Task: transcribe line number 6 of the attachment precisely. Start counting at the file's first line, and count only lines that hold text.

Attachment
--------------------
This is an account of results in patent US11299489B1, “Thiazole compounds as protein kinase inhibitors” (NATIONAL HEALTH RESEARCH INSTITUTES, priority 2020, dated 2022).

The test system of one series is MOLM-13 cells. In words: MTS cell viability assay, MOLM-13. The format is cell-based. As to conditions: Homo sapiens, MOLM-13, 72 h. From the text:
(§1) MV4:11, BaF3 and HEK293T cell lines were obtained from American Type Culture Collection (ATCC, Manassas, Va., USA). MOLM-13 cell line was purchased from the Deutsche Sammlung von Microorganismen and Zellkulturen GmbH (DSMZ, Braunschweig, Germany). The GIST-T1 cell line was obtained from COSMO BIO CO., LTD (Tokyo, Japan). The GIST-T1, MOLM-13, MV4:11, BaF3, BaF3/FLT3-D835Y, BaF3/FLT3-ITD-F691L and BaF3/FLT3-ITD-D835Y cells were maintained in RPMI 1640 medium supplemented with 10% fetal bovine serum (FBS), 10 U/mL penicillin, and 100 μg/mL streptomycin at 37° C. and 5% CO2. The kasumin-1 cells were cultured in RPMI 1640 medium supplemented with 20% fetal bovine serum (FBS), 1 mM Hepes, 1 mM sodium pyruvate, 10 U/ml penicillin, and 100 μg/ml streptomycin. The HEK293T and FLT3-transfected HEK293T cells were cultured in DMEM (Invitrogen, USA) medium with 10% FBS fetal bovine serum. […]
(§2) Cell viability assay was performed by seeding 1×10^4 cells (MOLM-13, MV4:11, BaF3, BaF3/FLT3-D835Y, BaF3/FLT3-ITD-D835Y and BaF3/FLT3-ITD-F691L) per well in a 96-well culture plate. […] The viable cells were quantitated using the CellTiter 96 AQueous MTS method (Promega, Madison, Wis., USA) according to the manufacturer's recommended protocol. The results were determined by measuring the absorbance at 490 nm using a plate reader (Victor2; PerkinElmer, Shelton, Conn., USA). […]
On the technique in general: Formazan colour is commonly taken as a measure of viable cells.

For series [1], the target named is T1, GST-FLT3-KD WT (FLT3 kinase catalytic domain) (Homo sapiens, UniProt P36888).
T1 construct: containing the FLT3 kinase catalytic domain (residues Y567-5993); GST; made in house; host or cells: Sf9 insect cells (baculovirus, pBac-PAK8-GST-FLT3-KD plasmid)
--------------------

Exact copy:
For series [1], the target named is T1, GST-FLT3-KD WT (FLT3 kinase catalytic domain) (Homo sapiens, UniProt P36888).